Last night, during a talk on his new book Raising the Floor, longtime labor leader and current senior fellow at Columbia University Andy Stern told the story of a king and a chessmaster engaged in pitched battle. “If you win,” said the overconfident king, “you may have anything you desire.” Lo, the chessmaster wins the game, but being a humble man asks the king only to provide him with some rice. The king smugly agrees to his eccentric conditions: he must place a grain of rice on the first square of the chessboard, then double the amount of each successive square. Once he reaches the middle, the king stops and has the chessmaster executed. The request would have cost him his entire kingdom and more.
Stern used the story to illustrate the exponential growth of technology, which now advances at a rate we can neither confidently predict nor control. Something very similar has happened to the human population in the past two-hundred years, as you can see illustrated in the video above from the American Museum of Natural History.
Evolving some 200,000 years ago in Sub-Saharan Africa, and migrating across the globe some 100,000 years ago, modern humans remained relatively few in number for several thousand years. That is, until the technological breakthrough of agriculture. “By AD 1,” the video text tells us, “world population reached approximately 170 million people.”
After a very rapid expansion, the numbers rose and fell slowly in the ensuing centuries as wars, disease, and famines decimated populations. World population reached only 180 million by the year 200 AD, then dwindled through the Middle Ages, only picking up again slowly around 700. Throughout this historiographic model of population growth, the video infographic provides helpful symbols and legends that chart historic centers like the Roman Empire and Han Dynasty, and show major world events like the Bubonic plague.
Then we reach the world-shaking disruptions that were the birth of Capitalism, the Atlantic slave trade, and the Scientific and Industrial Revolutions, when “modern technology and medicine bring faster growth.”
That’s quite the understatement. The growth, like the grains of rice on the chessboard, proceeded exponentially, reaching 1 billion people around 1800, then exploding to over 7 billion today. As the yellow dots—each representing a node of 1 million people—take over the map, the video quickly becomes an alarming call to action. While the numbers are leveling off, and fertility has dropped, “if current trends continue,” we’re told, “global population will peak at 11 billion around 2100.” Peak numbers could be lower, or substantially higher, depending on the predictive value of the models and any number of unknowable variables.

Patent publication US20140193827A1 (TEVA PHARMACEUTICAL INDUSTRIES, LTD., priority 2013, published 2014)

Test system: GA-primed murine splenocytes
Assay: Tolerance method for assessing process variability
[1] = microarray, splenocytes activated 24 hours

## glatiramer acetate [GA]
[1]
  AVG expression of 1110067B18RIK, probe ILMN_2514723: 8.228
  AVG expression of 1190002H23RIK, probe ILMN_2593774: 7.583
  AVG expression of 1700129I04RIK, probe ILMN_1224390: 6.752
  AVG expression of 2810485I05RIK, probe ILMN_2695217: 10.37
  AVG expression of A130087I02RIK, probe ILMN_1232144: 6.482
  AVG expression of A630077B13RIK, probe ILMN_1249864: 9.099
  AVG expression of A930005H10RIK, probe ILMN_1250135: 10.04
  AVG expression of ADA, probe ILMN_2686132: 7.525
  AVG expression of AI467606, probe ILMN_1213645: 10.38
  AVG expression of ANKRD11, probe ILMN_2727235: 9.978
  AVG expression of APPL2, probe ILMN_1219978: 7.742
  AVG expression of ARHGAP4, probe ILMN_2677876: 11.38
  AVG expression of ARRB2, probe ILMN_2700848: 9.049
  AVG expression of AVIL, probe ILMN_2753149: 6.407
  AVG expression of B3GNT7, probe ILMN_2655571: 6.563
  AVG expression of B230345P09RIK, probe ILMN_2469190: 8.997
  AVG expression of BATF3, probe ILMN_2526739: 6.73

Andy Stern’s research has focused on how we build economies that support our massive global population—as machines stand poised in the next decade or so to edge millions of blue and white collar workers out of an already precarious labor market. The American Museum of Natural History asks some different, but no less urgent questions that take us even farther into the future. How can the planet’s finite, and dwindling, resources, with our current abuse and misuse of them, support such large and growing numbers of people?
It may take another technological breakthrough to mitigate the damage caused by previous technological breakthroughs. Or it may take an enormous, revolutionary political shift. In either case, the “choices we make today” about family planning, consumption, environmental regulation, and conservation “affect the future of our species—and all life on Earth.”